• They should hoard bananas for themselves.    (LXK)
  • They should take bananas from one of the hoarders.    (LXL)
  • They should bring their own bananas.    (LXM)
  • The company should order more bananas.    (LXN)
  • The company should appoint a banana distribution manager.    (LXO)
  • They should hoard all the bananas themselves, and become the de facto banana distribution managers.    (LXP)
  • The company should hire an old person to stand in the kitchen at all times, a la Wal-Mart. This will shame people from hoarding.    (LXQ)
  • They should poison one bunch of bananas, then put up a sign saying that one bunch is poisoned without indicating which one.    (LXR)

What would you do? Blog (and link here) or tell me your answers.    (LXS)

Not only was it incredibly funny to see how dismayed my friends were (what can I say, I’m a sadist?), but it was actually interesting to think through the problem. It’s a real-life instance of the Prisoner’s Dilemma, a classic cooperation (but not necessarily collaboration) problem.    (LXT)

At the St. Louis Collaboratory workshop last October, we spent the day working on the Iterated Prisoners Dilemma, appropriate since the workshop was held in a former police station. It was fascinating to watch people work through the problem. I’ve been sitting on a pile of notes about it for months now, and this latest real-world dilemma may motivate me to sort through them and blog about it.    (LXU)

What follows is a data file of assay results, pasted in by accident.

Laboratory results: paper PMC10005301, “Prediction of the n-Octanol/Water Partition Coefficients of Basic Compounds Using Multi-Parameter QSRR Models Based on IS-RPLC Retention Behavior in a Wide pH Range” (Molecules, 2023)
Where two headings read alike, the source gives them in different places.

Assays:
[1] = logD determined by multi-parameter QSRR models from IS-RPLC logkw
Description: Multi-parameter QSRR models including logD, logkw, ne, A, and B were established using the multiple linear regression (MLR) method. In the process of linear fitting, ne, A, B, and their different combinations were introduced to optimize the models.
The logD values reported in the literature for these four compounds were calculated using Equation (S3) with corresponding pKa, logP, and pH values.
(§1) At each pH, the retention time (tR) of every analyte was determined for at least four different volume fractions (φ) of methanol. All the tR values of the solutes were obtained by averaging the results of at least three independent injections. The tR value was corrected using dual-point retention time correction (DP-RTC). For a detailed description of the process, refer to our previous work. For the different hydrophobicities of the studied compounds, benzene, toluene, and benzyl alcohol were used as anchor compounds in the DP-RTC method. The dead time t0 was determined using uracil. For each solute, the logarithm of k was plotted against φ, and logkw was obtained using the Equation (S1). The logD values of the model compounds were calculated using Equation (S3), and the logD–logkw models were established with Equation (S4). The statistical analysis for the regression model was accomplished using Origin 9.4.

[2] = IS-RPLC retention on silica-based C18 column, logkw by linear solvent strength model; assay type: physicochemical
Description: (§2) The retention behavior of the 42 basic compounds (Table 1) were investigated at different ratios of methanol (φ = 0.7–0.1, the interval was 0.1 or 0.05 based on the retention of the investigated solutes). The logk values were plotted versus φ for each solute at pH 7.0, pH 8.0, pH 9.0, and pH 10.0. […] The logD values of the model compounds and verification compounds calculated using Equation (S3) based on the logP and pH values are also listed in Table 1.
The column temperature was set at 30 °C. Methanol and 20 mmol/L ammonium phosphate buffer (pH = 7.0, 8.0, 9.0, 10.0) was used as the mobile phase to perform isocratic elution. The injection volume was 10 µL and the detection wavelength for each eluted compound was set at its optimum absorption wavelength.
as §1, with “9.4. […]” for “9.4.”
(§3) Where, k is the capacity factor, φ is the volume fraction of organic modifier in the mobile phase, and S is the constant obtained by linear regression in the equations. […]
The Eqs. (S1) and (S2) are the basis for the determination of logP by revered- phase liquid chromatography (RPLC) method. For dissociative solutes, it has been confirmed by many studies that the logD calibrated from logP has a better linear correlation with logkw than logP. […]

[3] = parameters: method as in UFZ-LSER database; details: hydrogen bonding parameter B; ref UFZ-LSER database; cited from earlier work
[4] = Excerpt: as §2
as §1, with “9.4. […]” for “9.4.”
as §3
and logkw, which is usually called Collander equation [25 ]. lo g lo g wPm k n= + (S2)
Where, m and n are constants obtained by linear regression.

Update    (LY4)

Clearly, the Banana Hoarding Problem is more widespread than I originally thought, as the empathy and some possible solutions are already starting to come in. Once again, we see the Wisdom of Crowds at work (or not).    (LY5)

Keep your answers coming!    (LY8)

WikiWednesday and Web Mondays

Two “days” coming up worth attending, for those of you in the Bay Area. Tomorrow is WikiWednesday at Socialtext in Palo Alto. Three good reasons to go:    (LGI)

Next Monday is the third WebMonday Silicon Valley, this time at Cooley Godward Kronish in Palo Alto. Sadly, I won’t be able to make this one, but I spoke at the last one, and I had an one excellent time.    (LGM)

BarBar Redux

Thanks to those of you who dropped by BarBar last night! Not surprisingly given that Scott McMullan and I organized, it was a very Wiki-oriented crowd: folks from JotSpot, Socialtext, and Atlassian were there to relax.    (LAT)

https://i2.wp.com/static.flickr.com/120/260460715_429ee26d12_m.jpg?w=700    (LAU)

If you want to know what makes Silicon Valley great, this picture says it all. Where else in the world is it commonplace for competitors to get together for beers after work and talk openly about their work and their lives? We had great conversation (not all of it Wiki-related), and I had the chance to preach WikiOhana to my enterprisey peers.    (LAV)

The highlight of my evening was enjoying the sweet fare of the Tamale Lady for the first time.    (LAW)

https://i2.wp.com/static.flickr.com/94/260460413_25cb3c9a58_m.jpg?w=700    (LAX)

They were ridiculously tasty. How is it that I’ve lived in the Bay Area for over ten years, and I had never heard of the Tamale Lady before? Ah well, now I’m in the know (and so are you).    (LAY)